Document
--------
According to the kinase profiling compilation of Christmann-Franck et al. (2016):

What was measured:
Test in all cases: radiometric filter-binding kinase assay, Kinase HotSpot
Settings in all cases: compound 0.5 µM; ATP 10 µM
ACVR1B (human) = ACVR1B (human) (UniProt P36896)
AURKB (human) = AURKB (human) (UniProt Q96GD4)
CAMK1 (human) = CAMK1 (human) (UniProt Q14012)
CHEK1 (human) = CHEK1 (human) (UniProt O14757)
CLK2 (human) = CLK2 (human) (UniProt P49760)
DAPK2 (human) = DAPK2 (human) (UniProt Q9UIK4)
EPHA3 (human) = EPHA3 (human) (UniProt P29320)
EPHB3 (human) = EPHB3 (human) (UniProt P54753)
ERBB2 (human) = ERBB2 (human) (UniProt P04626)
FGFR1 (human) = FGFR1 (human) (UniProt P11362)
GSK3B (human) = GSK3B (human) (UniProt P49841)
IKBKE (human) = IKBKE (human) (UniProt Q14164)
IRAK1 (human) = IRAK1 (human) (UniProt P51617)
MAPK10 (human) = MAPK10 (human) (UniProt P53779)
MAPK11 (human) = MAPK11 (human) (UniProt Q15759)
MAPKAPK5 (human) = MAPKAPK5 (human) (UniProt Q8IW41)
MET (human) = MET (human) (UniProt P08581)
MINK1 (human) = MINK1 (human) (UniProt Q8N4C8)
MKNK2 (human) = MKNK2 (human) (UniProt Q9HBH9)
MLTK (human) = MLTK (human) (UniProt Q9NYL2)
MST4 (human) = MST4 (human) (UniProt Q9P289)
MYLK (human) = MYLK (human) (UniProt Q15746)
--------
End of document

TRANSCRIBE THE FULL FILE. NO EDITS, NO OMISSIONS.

According to the kinase profiling compilation of Christmann-Franck et al. (2016):

What was measured:
Test in all cases: radiometric filter-binding kinase assay, Kinase HotSpot
Settings in all cases: compound 0.5 µM; ATP 10 µM
ACVR1B (human) = ACVR1B (human) (UniProt P36896)
AURKB (human) = AURKB (human) (UniProt Q96GD4)
CAMK1 (human) = CAMK1 (human) (UniProt Q14012)
CHEK1 (human) = CHEK1 (human) (UniProt O14757)
CLK2 (human) = CLK2 (human) (UniProt P49760)
DAPK2 (human) = DAPK2 (human) (UniProt Q9UIK4)
EPHA3 (human) = EPHA3 (human) (UniProt P29320)
EPHB3 (human) = EPHB3 (human) (UniProt P54753)
ERBB2 (human) = ERBB2 (human) (UniProt P04626)
FGFR1 (human) = FGFR1 (human) (UniProt P11362)
GSK3B (human) = GSK3B (human) (UniProt P49841)
IKBKE (human) = IKBKE (human) (UniProt Q14164)
IRAK1 (human) = IRAK1 (human) (UniProt P51617)
MAPK10 (human) = MAPK10 (human) (UniProt P53779)
MAPK11 (human) = MAPK11 (human) (UniProt Q15759)
MAPKAPK5 (human) = MAPKAPK5 (human) (UniProt Q8IW41)
MET (human) = MET (human) (UniProt P08581)
MINK1 (human) = MINK1 (human) (UniProt Q8N4C8)
MKNK2 (human) = MKNK2 (human) (UniProt Q9HBH9)
MLTK (human) = MLTK (human) (UniProt Q9NYL2)
MST4 (human) = MST4 (human) (UniProt Q9P289)
MYLK (human) = MYLK (human) (UniProt Q15746)